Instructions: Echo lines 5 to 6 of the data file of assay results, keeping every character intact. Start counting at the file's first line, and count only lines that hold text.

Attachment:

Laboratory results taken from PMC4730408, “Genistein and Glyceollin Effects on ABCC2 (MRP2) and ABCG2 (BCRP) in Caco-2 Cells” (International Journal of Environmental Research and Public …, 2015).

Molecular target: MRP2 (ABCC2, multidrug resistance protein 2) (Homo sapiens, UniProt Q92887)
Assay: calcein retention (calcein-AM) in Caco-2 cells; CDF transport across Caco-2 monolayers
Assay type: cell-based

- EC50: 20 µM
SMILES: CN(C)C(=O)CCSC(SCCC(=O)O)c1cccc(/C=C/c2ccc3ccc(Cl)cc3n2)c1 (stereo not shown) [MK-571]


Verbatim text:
- EC50: 20 µM
SMILES: CN(C)C(=O)CCSC(SCCC(=O)O)c1cccc(/C=C/c2ccc3ccc(Cl)cc3n2)c1 (stereo not shown) [MK-571]